Texts that are hundreds of years old might yield clues to medical problems of the past. But without a body, a definitive diagnosis is rarely possible. And unless you know the context of what you’re reading, it’s possible to go very wrong with retrospective diagnosis.
Diagnosing the past
I’m a historian of medieval and early modern medicine, and when I tell people what I do for a living, the main question I get asked is, ‘So did you find out what was wrong?’ People often imagine me as some sort of historical pathologist looking for a modern diagnosis.
It’s natural to seek an empirical truth, an understandable explanation for a problem, and historians are also under pressure to link their work to the present day to demonstrate that what they do is relevant. But, tempting as it might be, there are lots of dangers in medical historians using modern diagnostic categories.
The bare bones of diagnosis
Sometimes pathogens can be identified in past populations through the analysis of skeletal remains. Debates around the causes of the Black Death, which reduced the population of Europe by at least a third in the mid-14th century, went back and forth between academics from all backgrounds up until the end of the 20th century.
Some argued for the bacterium Yersinia pestis – bubonic plague – others for something else. But with DNA evidence from plague pits and collaboration between scientists and historians, we now know that a primitive strain of Yersinia pestis was in fact the culprit – or at least, one of the culprits.
In the majority of cases, however, we can’t use bones to give us answers, because most diseases don’t affect skeletal remains.
King Alfred’s complaint
I don’t want to make this purely about monarchs and other famous figures, but unfortunately those are the individuals whose lives we know the most about, so they are prime targets for retrospective diagnosis.
Let’s begin, then, with a well-known figure from Anglo-Saxon England: Alfred the Great, King of Wessex (871–99). In 1991, nurse Gillian Craig published an article giving Alfred a definitive diagnosis of Crohn’s disease, a modern autoimmune condition that causes the intestines to inflame. The most common symptoms include pain, bloating, diarrhoea, anal fistulas and lethargy. Occasionally, people with Crohn’s experience constipation.
We don’t have Alfred’s bodily remains, and even if we did, his skeleton would tell us nothing about any soft-tissue problem. Craig’s claim is based purely on written sources. Asser’s ‘Life of Alfred’ was written by a man who was intimately acquainted with Alfred. Asser tells us that after Alfred’s marriage to Ealhswith in 868, he:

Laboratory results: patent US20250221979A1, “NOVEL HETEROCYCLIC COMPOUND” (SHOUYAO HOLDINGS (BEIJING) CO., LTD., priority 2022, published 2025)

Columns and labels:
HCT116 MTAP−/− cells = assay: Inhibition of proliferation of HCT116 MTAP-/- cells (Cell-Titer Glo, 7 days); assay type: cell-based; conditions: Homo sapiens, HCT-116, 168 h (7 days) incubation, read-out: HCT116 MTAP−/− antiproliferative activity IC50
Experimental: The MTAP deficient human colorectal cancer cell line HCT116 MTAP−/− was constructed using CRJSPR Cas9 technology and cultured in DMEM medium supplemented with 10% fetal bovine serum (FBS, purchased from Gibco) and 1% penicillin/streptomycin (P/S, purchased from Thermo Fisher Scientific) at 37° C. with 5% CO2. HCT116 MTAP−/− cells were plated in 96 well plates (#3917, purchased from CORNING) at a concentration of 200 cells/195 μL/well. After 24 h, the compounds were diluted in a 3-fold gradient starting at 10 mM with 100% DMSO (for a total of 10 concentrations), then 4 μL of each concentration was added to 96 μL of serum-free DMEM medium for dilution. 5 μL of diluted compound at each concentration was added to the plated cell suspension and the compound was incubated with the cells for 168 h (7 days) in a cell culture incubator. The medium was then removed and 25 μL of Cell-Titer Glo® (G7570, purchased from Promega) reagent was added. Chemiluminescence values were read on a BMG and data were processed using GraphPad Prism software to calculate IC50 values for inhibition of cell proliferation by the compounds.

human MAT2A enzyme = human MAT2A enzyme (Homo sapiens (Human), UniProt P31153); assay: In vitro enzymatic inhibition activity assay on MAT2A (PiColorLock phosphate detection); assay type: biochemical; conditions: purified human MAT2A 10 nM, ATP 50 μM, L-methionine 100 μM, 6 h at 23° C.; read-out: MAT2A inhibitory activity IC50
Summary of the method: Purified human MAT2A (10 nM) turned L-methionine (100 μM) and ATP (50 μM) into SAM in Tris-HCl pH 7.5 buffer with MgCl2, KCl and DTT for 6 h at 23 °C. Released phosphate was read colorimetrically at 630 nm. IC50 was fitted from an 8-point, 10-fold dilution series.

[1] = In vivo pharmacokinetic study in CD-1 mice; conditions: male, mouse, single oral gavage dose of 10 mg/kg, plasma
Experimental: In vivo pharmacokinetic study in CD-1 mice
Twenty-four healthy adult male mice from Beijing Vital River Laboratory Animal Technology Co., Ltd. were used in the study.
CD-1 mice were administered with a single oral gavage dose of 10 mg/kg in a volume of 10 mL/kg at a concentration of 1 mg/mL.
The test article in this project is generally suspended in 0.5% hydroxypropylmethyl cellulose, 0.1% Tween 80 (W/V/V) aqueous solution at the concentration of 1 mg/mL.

was struck without warning in the presence of the entire gathering by a sudden severe pain that was quite unknown to all physicians. Certainly it was not known to any of those who were present on that occasion, nor to those up to the present day who have enquired how such an illness could arise and – worse of all, alas! – could continue so many years without remission, from his twentieth year up to his fortieth and beyond. Many alleged that it happened through the spells and witchcraft of the people around him; others, through the ill-will of the devil, who is always envious of good men; others thought that it was the result of some unfamiliar type of fever; still others thought that it was due to the piles, because he had suffered this particular kind of agonising irritation even from his youth.
So Asser reveals that Alfred suffered pain (although not where he had this pain), and that some people thought it was caused by a fever and others by piles (ficus in Latin).
The saintliness of suffering
The other piece of evidence for Alfred’s ‘condition’ is Bald’s ‘Leechbook’, a medical compendium assembled in Alfred’s reign. The ‘Leechbook’ states that Elias, Patriarch of Jerusalem, sent Alfred some remedies for constipation, diarrhoea and pain in the spleen. Diarrhoea and constipation are such universally common conditions that it isn’t particularly surprising that he would be sent remedies for them.
This, then, is the sum total of the evidence that we have for Alfred’s illness. Bald’s evidence is brief, and we must keep in mind that Asser’s ‘Life’ is written in a hagiographical form – that is, a text designed to emphasise the sanctity of the subject. One of the things these sorts of texts do is stress extreme suffering as a marker of saintly worth. So, despite the fact that Asser knew Alfred personally, he might well have exaggerated just how awful Alfred felt.
Fungus or witchcraft?
Retrospectively diagnosing modern medical conditions in past populations is also a way to try and understand mindsets that are alien to us. To steer away from the royals, let’s take a diagnosis that’s been applied to a group of people. Ergotism is a condition caused by the long-term ingestion of a fungus called ergot that grows on grains of rye. Ergot contains a toxin with properties similar to those of LSD, and therefore causes mental symptoms such as psychosis and mania, as well as gastric upset and convulsions.
In the 1970s, Linnda Caporael, a behavioural psychologist, was studying the Salem witch trials of 1692. Witchcraft was blamed when several children in Salem became very unwell. Reported symptoms included abnormal speech, strange postures and gestures, and convulsions. Based on an examination of these symptoms, the weather conditions that year, which allowed the fungus to grow, and Salem’s physical environment (which was also favourable to ergot), Caporael published an article in 1976 suggesting that ergotism was the cause of the sickness.